Neither of these are figures that Labour will want to crow about. But, as Giles points out, they are below the "57,000 jobs in small and medium-sized businesses alone" that the Conservatives predict in their manifesto. And they suggest that the national insurance hike will have a smaller effect on private sector employment than the Conservatives' planned efficiency savings will have on public sector employment.
Hang on a second, though. There are a couple of important caveats to make. First, that economics is a notoriously imprecise science: fact is, no formula or prediction made by an economist is ever watertight. And the second is that the Tories intend to drive their efficiency savings not by sacking public sector workers, but by not filling "back room" vacancies as they become available. Many would argue that the economy can bear that more easily than a swathe of private sector sector job losses, be they 22,000 or 100,000 in total.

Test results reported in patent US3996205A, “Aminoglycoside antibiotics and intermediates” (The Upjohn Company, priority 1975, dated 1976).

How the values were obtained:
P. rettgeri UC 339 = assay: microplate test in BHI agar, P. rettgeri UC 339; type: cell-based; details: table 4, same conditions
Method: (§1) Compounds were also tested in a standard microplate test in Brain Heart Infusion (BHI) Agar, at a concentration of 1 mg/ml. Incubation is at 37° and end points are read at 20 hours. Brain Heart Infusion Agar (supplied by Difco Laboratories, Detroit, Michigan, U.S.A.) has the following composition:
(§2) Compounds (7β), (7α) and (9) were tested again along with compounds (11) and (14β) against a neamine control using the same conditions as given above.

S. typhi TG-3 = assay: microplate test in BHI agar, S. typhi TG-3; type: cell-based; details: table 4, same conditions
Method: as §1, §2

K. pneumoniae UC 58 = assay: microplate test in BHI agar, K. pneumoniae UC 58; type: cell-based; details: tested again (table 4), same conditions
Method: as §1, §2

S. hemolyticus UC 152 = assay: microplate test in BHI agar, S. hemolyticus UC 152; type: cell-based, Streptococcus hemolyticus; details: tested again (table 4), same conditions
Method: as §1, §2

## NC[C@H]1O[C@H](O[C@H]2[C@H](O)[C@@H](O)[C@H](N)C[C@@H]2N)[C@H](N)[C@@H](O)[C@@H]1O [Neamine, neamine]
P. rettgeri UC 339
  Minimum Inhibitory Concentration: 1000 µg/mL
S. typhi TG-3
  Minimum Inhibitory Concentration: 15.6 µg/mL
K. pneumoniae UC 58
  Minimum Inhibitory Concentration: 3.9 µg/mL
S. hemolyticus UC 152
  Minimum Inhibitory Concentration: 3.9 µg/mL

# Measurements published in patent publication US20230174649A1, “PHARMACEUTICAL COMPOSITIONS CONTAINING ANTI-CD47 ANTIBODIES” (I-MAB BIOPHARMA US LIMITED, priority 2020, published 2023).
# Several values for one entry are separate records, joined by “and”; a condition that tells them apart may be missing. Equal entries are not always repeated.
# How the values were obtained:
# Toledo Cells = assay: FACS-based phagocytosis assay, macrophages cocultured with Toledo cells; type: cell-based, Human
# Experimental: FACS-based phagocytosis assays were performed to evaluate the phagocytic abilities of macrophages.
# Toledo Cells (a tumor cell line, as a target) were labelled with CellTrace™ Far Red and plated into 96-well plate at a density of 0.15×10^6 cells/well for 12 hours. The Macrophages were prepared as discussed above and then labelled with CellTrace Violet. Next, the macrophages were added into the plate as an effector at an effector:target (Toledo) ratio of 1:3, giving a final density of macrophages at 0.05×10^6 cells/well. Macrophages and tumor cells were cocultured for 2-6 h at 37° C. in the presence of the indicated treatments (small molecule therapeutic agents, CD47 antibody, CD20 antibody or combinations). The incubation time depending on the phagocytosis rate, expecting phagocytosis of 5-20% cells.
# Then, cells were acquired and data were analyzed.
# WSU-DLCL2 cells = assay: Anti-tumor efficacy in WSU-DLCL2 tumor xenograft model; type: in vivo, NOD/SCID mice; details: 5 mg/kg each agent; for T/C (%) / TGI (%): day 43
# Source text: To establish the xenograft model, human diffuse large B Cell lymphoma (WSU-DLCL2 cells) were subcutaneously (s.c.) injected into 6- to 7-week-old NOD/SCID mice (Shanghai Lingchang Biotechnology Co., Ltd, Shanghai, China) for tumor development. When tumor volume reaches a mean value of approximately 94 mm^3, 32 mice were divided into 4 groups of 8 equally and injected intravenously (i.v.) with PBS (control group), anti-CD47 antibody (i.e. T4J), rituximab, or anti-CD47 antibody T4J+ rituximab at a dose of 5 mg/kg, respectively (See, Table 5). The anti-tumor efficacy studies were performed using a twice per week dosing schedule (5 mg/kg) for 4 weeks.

To be fair, the Tories have been making something like that final point quite effectively over the past couple of weeks. But they need to be prepared for Labour's inevitable claims that the Tory policy would result in both money and jobs being, ahem, "taken out of the economy".